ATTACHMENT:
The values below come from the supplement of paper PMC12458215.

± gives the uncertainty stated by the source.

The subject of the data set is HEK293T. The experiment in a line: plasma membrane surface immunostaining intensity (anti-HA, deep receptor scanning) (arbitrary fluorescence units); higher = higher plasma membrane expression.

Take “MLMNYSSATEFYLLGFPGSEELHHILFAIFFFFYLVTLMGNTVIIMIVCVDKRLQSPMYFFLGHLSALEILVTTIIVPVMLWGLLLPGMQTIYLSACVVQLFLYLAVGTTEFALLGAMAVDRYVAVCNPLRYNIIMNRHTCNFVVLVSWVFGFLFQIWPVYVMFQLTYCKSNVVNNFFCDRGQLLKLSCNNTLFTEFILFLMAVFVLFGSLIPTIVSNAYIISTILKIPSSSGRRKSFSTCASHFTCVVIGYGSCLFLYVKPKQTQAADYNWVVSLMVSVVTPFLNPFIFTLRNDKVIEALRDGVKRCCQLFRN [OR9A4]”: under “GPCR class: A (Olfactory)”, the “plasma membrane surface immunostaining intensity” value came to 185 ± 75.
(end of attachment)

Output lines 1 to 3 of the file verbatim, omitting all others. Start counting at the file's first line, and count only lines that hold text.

The values below come from the supplement of paper PMC12458215.

± gives the uncertainty stated by the source.

The subject of the data set is HEK293T. The experiment in a line: plasma membrane surface immunostaining intensity (anti-HA, deep receptor scanning) (arbitrary fluorescence units); higher = higher plasma membrane expression.